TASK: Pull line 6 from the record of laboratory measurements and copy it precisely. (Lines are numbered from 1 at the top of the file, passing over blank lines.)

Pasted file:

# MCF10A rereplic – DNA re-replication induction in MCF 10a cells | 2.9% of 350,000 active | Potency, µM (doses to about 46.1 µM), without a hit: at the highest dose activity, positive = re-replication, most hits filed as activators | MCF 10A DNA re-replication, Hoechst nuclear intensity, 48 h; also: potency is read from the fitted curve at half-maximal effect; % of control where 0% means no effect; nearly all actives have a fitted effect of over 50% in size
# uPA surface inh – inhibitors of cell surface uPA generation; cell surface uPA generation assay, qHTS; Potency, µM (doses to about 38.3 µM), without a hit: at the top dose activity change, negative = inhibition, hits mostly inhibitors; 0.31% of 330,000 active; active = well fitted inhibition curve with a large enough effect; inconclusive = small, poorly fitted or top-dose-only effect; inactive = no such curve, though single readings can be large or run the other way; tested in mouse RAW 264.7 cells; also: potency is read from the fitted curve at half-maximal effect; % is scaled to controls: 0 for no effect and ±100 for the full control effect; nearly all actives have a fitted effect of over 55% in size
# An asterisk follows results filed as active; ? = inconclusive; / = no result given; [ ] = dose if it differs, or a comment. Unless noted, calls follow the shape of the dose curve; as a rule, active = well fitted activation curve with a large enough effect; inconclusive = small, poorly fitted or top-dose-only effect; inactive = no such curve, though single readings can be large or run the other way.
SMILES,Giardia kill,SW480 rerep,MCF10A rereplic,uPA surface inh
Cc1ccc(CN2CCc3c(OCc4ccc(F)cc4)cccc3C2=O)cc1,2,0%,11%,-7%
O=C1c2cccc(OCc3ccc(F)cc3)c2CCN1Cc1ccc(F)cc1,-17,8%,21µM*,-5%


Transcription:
O=C1c2cccc(OCc3ccc(F)cc3)c2CCN1Cc1ccc(F)cc1,-17,8%,21µM*,-5%